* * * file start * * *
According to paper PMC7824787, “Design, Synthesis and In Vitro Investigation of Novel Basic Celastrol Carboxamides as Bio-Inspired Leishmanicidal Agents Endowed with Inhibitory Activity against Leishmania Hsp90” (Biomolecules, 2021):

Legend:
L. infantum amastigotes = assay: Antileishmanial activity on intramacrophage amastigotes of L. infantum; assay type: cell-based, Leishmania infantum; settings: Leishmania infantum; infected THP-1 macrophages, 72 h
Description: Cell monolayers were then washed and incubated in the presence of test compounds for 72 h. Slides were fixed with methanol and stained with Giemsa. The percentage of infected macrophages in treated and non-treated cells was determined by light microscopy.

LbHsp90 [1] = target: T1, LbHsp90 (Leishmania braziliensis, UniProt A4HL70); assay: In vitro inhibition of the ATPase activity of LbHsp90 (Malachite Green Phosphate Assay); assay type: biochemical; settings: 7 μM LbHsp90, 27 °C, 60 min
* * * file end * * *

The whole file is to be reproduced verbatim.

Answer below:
According to paper PMC7824787, “Design, Synthesis and In Vitro Investigation of Novel Basic Celastrol Carboxamides as Bio-Inspired Leishmanicidal Agents Endowed with Inhibitory Activity against Leishmania Hsp90” (Biomolecules, 2021):

Legend:
L. infantum amastigotes = assay: Antileishmanial activity on intramacrophage amastigotes of L. infantum; assay type: cell-based, Leishmania infantum; settings: Leishmania infantum; infected THP-1 macrophages, 72 h
Description: Cell monolayers were then washed and incubated in the presence of test compounds for 72 h. Slides were fixed with methanol and stained with Giemsa. The percentage of infected macrophages in treated and non-treated cells was determined by light microscopy.

LbHsp90 [1] = target: T1, LbHsp90 (Leishmania braziliensis, UniProt A4HL70); assay: In vitro inhibition of the ATPase activity of LbHsp90 (Malachite Green Phosphate Assay); assay type: biochemical; settings: 7 μM LbHsp90, 27 °C, 60 min